Surigao del Sur Rep. Johnny Pimentel has urged the Department of Energy to reactivate the oil and gas exploration ventures in the West Philippine Sea that were temporarily suspended in 2015 due to the country’s territorial dispute with China.
“It is in the national interest that we renew forthwith the quest for new deep-water natural gas deposits because Malampaya, which supplies some 40 percent of Luzon’s power demand, might be depleted within the next decade,” Pimentel said.
The DoE put three offshore oil and gas hunts in northwest Palawan last year on hold out of respect for the Permanent Court of Arbitration in The Hague that was then hearing the maritime case filed by the Philippine government against China.
“It’s high time to allow the resumption of the stalled projects, considering the arbitral tribunal’s verdict that the areas involved are well within the Philippines’ Exclusive Economic Zone, as defined by the United Nations Convention on the Law of the Sea,” Pimentel said.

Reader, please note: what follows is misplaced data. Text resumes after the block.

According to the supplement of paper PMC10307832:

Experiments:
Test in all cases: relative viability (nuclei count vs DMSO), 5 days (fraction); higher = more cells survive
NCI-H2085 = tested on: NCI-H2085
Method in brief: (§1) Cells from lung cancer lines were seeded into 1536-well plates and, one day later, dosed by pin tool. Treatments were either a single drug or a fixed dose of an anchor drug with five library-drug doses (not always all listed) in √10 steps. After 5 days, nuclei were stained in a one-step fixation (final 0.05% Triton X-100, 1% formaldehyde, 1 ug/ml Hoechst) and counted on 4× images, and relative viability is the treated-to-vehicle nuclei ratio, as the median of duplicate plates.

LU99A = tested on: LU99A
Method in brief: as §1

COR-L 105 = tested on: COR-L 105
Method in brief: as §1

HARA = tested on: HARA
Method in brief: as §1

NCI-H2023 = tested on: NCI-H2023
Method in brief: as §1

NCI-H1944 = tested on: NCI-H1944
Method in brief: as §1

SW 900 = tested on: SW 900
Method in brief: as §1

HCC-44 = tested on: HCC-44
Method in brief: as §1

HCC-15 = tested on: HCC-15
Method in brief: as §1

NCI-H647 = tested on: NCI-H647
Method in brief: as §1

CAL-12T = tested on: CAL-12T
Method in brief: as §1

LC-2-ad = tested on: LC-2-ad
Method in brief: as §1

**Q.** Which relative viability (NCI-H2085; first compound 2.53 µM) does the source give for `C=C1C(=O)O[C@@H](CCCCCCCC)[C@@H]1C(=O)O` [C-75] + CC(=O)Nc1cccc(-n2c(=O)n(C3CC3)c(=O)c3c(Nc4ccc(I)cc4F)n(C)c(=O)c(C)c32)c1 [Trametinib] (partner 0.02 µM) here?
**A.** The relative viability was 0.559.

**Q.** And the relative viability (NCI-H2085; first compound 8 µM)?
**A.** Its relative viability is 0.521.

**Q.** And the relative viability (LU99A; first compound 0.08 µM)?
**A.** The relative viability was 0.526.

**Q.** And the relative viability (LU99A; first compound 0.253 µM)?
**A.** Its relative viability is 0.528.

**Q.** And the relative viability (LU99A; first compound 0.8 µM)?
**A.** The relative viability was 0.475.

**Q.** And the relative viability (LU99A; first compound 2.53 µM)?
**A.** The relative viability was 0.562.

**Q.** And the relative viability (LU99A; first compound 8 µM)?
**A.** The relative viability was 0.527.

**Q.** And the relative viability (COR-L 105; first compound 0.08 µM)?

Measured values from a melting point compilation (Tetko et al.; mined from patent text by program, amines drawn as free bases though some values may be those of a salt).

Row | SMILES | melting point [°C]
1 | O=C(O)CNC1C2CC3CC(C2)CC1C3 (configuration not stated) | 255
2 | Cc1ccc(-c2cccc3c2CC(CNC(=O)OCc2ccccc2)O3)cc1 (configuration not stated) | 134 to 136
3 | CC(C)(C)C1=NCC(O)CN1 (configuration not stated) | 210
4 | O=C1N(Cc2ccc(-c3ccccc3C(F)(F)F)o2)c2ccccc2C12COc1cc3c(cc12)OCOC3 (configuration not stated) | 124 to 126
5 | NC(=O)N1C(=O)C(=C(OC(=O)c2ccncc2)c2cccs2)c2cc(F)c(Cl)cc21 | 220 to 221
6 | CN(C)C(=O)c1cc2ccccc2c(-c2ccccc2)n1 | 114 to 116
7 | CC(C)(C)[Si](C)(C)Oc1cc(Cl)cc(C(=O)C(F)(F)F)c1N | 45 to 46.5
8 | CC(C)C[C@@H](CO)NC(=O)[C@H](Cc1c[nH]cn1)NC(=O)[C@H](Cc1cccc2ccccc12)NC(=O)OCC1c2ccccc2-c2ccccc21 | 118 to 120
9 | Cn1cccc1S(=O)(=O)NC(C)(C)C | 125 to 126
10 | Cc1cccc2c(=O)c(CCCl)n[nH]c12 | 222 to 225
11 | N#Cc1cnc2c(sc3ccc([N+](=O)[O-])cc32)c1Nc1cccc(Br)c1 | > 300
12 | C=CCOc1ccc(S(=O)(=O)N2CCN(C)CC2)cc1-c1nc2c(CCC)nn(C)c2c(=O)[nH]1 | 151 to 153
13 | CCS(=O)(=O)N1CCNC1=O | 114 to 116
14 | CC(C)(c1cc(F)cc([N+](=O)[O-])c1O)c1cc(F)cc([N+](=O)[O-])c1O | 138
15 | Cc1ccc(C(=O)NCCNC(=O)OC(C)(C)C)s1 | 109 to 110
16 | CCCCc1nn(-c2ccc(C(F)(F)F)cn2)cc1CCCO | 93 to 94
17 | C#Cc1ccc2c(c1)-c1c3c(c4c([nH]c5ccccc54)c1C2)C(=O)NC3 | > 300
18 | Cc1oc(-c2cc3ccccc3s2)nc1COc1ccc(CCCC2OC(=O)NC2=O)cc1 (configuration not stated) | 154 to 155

“We expect the DoE to revoke the suspension orders issued against the projects, while the Philippine government pursues strong and effective diplomacy with China,” Pimentel, a member of the House Committee on National Defense and Security, added.
To date, all oil and gas exploration activities under Service Contracts 58, 72, and 75, each covering large blocks in northwest Palawan, remain suspended.
SC 72 is widely regarded as the most promising, as it covers the gas-rich Reed Bank, also known as Recto Bank, at the northeast end of the Spratly archipelago.
Reed Bank is believed to hold the bulk of the West Philippine Sea’s estimated 55.1 trillion cubic feet of gas and 5.4 billion barrels of oil reserves, based on a previous study by the US Energy Information Administration.
Reed Bank’s Sampaguita field alone could contain up to 4.6 trillion cubic feet of gas plus some 115 million barrels of oil – much larger than Malampaya’s 2.7 trillion cubic feet of gas and 85 million barrels of condensate.
(Ellson A. Quismorio)